The Hood Internet (Although their recent stuff has declined in quality)  http://www.thehoodinternet.com/

Earmilk’s Mashup Mondays  http://www.earmilk.com/tag/mashup-mondays/

Mashuptown (Careful, I saw a Nirvana mash up here once. Be careful) http://www.mashuptown.com/


Canada, cont.

Vincent’s post has me thinking about some of my favorite Canadian bands. I will touch on 4.

First, a new favorite. Said the Whale is an indie band from Vancouver (home of Stanley Park, Granville Island, the Vancouver Canucks, and tear gas). This song is bright, cheery, summer (but with some kind of melancholy timbres as well)!! Sounds like a typical Pacific Northwest offering.

Next, an old favorite. Death From Above 1979. The best bass/drum duo the world has ever seen. After releasing  just one album, they called it quits. This year they have reunited to play some festivals, hopefully that turns into their first release since 2004’s You’re A Woman, I’m A Machine.

Third, Toronto punk group Fucked Up. They just released an epic concept album entitled David Comes to Life. It has received rave reviews from many critics. Nothing more needs to be said than what is covered in this video.

Last, but definitely not least, one of my favorite bands: Japandroids. The Vancouver duo consisting of guitarist Brian King and drummer David Prowse write energetic noise rock. Their 2009 album Post Nothing is a startling, emotional take on post-adolescence. King and Prowse struggle with the transition between having no responsibilities to becoming full fledged adults. A key lyric from the track “Young Hearts Spark Fire” reflects on this idea: “I don’t wanna worry about dying/I just wanna worry about those sunshine girls”.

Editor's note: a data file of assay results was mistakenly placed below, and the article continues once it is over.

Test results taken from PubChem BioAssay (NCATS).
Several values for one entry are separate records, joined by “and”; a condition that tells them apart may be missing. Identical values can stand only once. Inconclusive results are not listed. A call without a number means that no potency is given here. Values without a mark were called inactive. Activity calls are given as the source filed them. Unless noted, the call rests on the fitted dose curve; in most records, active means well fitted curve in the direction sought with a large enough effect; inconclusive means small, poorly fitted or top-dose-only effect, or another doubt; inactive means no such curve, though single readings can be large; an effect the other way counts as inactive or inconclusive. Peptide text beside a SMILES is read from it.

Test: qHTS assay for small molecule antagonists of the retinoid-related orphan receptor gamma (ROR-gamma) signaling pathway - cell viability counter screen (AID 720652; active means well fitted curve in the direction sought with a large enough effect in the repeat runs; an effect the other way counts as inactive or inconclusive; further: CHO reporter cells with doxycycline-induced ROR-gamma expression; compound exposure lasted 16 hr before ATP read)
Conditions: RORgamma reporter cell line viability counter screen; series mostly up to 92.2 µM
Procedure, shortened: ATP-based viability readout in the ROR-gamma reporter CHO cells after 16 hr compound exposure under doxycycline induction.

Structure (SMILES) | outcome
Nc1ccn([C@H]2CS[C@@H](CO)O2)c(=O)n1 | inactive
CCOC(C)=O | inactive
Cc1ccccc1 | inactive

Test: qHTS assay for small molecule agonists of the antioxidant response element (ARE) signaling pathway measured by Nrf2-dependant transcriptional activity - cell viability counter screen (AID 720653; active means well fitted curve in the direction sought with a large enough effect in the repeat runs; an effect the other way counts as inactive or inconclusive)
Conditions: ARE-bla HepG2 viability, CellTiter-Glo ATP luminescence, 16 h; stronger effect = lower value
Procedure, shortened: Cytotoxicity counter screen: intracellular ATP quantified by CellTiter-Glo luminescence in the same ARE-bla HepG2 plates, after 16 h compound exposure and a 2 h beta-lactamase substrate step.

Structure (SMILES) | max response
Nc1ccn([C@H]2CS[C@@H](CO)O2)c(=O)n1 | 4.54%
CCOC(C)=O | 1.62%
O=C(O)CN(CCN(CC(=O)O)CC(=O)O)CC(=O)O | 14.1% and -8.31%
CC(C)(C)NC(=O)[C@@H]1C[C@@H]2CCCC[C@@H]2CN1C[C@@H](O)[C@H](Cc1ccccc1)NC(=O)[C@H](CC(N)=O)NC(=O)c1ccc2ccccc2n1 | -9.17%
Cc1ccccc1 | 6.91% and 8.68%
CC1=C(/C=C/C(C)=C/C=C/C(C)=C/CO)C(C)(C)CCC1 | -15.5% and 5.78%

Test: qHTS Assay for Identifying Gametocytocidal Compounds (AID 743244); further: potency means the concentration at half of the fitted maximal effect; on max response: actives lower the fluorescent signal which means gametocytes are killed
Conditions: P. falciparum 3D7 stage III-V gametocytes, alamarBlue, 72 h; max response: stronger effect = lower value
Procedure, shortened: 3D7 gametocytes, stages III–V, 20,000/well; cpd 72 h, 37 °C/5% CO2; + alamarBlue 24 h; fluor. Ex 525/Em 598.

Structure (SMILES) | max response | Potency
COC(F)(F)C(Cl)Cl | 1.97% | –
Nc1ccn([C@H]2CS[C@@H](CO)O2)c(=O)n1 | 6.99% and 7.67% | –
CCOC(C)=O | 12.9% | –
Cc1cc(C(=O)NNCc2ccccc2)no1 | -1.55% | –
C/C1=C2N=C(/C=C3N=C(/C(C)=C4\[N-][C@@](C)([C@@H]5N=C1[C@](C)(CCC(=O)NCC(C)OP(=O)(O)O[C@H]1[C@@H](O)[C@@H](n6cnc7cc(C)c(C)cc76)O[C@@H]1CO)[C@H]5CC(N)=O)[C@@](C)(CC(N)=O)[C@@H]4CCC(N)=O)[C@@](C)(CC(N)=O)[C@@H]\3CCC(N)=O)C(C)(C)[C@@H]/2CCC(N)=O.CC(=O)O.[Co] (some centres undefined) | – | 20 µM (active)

Imaginary Cities

So I’m in Canada to visit some family friends one last time before college starts ( I’ll touch on that subject in the future), and I thought it would be interesting to see what kind of music is here up North. Of course, I am using this justification to cater to my indie needs here, and I found just the right band to accomplish this. Introducing Imaginary Cities, whose debut album, Temporary Resident, was nominated for the Polaris Music Prize.  According to Wikipedia, “The Polaris Music Prize is a music award annually given to the best full-length Canadian album based on artistic merit, regardless of genre, sales, or record label. However, methinks that Arcade Fire has that wrapped up already. Back to Imaginary Cities though, here’s an old feature about the band’s rise to prominence.

Now more importantly, check out the music from this fantastic Canadian band! I throughly recommend “Where’d All The Living Go” for its banjo like sound that carries throughout the song and the beautiful Motown vocals of singer Marti Sarbit.

Imaginary Cities – “Say You”
Imaginary Cities – “Hummingbird”
Imaginary Cities – “Temporary Resident”
Imaginary Cities – “Calm Before The Storm”
Imaginary Cities – “Where’d All The Living Go”